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Applied Soil Ecology
Vol. 107, 2017, Pages: 244–259

Mineral properties, microbes, transport, and plant-input profiles control vertical distribution and age of soil carbon stocks

D. Dwivedi, W.J. Riley, M.S. Torn, N. Spycher, F. Maggi, J.Y. Tang

Earth and Environmental Sciences Area, Lawrence Berkeley National Laboratory, Berkeley, CA, 94720, United States.

Abstract

The role of organo-mineral interactions, microbial dynamics, and vertical plant input profiles are hypothesized to be important in controlling soil organic matter (SOM) stocks and dynamics. To test this hypothesis, we enhanced and applied a model (Biotic and Abiotic Model of SOM – BAMS1) that represents microbial dynamics and organo-mineral interactions integrated with a multiphase reactive transport solver for variably saturated porous media. The model represents aqueous chemistry, aqueous advection and diffusion, gaseous diffusion, sorption processes, bacterial and fungal activity, and archetypal monomer- and polymer-carbon substrate groups, including dead cell wall material. This model structure is fundamentally different, and produces different SOM dynamics, than the pseudo-first order relationships that are used in most site- and global-scale terrestrial SOM models. We simulated two grasslands, a seven-site chronosequence (∼3.9–240 Ky) in Northern California, and a Russian Chernozem site where soils were sampled 100 years apart. We calibrated the model's vertically-resolved soil bulk specific surface area (SBSSA) using observed bulk SOM content, and then tested the model against observed Δ14C profiles. The modeled microbial processes, organo-mineral interactions, and vertical aqueous transport produced realistic vertically-resolved predictions of bulk SOM content, Δ14C values of SOM, lignin content, and fungi-to-aerobic bacteria biomass ratios. Using sensitivity analyses, we found that vertical carbon input profiles were important controls over the Δ14C depth distribution. Shallower carbon input profiles lead to older carbon at depth. In addition, the SBSSA was the dominant control over the magnitude and vertical distribution of SOM stocks. The findings of this study demonstrate the value of explicitly incorporating microbial activity, sorption, and vertical transport into land models to predict SOM dynamics.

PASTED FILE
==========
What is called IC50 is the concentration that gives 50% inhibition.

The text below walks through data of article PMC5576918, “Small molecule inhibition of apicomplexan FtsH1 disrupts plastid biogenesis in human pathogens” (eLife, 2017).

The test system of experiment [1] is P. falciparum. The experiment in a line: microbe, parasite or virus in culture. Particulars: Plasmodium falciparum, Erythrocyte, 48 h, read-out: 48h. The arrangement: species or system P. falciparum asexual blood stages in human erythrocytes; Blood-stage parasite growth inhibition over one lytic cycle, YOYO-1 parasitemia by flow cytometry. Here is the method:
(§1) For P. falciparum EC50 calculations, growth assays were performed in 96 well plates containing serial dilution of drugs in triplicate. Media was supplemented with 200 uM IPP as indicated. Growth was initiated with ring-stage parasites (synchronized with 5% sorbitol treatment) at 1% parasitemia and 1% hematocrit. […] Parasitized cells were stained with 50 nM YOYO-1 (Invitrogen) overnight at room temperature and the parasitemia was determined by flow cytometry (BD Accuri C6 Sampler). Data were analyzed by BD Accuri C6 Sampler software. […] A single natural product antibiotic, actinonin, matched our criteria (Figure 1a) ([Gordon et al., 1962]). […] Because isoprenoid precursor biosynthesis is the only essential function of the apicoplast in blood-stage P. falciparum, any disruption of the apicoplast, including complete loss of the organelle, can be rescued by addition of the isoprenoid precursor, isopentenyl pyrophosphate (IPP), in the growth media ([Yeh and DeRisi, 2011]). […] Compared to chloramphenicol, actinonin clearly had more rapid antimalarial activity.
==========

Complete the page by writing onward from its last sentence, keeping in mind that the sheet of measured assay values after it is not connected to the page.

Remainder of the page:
Keywords: BAMS1; SOM dynamics; Organo-mineral interactions.

 
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